The WAFACS is a randomized, double-blind, placebo-controlled trial of combined folic acid/vitamin B6/vitamin B12 in the prevention of CVD events among women at high risk for CVD (Clinicaltrials.gov identifier: NCT00000541).15–18 This report describes the results of cancer endpoints. Details of the design have been reported previously.15–18 Briefly, from June 1995 to October 1996, 8171 female health professionals were randomized into the vitamin C, vitamin E, and β-carotene arm of the Women’s Antioxidant Cardiovascular Study, the parent trial of the WAFACS (Figure 1). Women were eligible for the trial if they were 40 years of age or older, postmenopausal or had no intention of becoming pregnant, and who had a reported history of CVD or at least three coronary risk factors. Women were excluded from participation if they had a previous history of cancer (excluding nonmelanoma skin cancer) within the past ten years, any major serious non-CVD illness, or were currently using warfarin or other anticoagulants. All participants completed a baseline questionnaire inquiring about their medical history and lifestyle factors. At baseline, 98.8% also completed a comprehensive food frequency questionnaire inquiring about the average intake of foods and beverages during the past year and the dose and duration of use of vitamin and mineral supplements. Total intakes of folate, vitamin B6, and vitamin B12 included sources from both foods and supplements. Of the 8171 randomized participants, 5442 women who were additionally willing to forgo the use of individual folic acid, vitamin B6, and vitamin B12 supplements or multivitamin with greater than the Recommended Daily Allowances (RDAs) of folic acid, vitamin B6, and vitamin B12 were further randomized in a retained factorial design to a daily combination of folic acid (2.5 mg), vitamin B6 (50 mg), and vitamin B12 (1 mg), or to placebo in April 1998 completely. The doses used in the WAFACS trial were higher than the adult RDAs for folate (400 μg/day), vitamin B6 (1.5 mg/day) and vitamin B12 (2.4 μg/day) in women.19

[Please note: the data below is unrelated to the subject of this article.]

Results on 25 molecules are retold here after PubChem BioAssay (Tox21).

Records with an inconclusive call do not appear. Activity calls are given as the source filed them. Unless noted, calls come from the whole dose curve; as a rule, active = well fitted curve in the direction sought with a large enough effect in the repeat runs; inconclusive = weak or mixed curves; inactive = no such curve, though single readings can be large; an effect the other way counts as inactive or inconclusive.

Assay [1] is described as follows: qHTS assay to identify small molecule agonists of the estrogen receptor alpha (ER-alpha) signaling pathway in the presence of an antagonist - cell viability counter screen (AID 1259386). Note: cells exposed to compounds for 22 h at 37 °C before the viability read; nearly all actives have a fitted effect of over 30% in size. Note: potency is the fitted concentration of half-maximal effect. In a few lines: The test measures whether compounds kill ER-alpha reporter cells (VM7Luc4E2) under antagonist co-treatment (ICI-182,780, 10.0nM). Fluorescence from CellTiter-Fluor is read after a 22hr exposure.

After randomization, the women were sent annual supplies of monthly calendar packs containing study medications and questionnaires on compliance, side effects, relevant disease endpoints, and risk factors. Study medications and disease ascertainment were continued in a blinded fashion until the scheduled end of the trial (July 31, 2005) for 7.3 years. Follow-up and validation of reported endpoints were completed in July 2006. Using the information at the end of the trial (July 31, 2005), mortality and morbidity follow-ups were calculated to be 92.6% and 90.5% complete, respectively. In terms of percent of potential person-years of follow-up, a calculation that takes into account all information during follow-up, mortality and morbidity were 98.9% and 98.0% complete, respectively.18 The average compliance, defined as taking at least two-thirds of the study pills over the course of follow-up, was 83% for both the active and placebo groups.18 In a random sample of 300 participants, there were no differences in median plasma folate (8.8 vs 8.9 ng/mL; P=.94) and homocysteine (12.1 vs 12.5 hmol/L; P=.96) between the active and placebo groups at the beginning of the trial, whereas median plasma folate was significantly higher (38.9 vs 15.4 ng/mL; P<.001) and homocysteine was significantly lower (9.8 vs 11.8 hmol/L; P<.001) in the active group than in the placebo group at the end of the trial.18 The trial was approved by the institutional review board of the Brigham and Women’s Hospital, and was monitored by an external data and safety monitoring board. All patients provided written informed consent.